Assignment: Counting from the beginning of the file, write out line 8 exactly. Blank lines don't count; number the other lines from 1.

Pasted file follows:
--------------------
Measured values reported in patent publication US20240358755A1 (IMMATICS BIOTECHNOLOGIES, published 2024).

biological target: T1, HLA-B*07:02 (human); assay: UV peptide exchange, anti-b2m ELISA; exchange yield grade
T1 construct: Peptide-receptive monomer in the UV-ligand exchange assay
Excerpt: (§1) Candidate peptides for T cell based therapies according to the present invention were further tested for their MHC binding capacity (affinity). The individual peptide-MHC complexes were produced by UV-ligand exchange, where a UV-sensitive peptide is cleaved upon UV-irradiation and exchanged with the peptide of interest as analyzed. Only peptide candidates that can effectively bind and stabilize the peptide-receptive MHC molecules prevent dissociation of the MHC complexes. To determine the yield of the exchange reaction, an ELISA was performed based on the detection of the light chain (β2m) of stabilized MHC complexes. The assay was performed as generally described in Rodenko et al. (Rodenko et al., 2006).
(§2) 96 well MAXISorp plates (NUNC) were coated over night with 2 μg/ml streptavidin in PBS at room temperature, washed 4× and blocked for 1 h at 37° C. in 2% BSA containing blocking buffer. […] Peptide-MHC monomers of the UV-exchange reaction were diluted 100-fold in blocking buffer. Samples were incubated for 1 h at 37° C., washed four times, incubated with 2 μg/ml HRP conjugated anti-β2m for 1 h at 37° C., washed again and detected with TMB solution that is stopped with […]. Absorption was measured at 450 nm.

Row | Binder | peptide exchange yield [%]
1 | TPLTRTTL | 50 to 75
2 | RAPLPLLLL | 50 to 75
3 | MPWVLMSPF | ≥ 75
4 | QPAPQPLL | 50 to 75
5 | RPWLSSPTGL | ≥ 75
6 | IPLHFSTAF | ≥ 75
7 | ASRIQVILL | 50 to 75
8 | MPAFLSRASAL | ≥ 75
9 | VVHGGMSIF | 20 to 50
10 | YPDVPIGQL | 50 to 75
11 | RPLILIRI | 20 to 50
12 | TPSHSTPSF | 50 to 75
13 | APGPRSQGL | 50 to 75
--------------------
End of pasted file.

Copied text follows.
2 | RAPLPLLLL | 50 to 75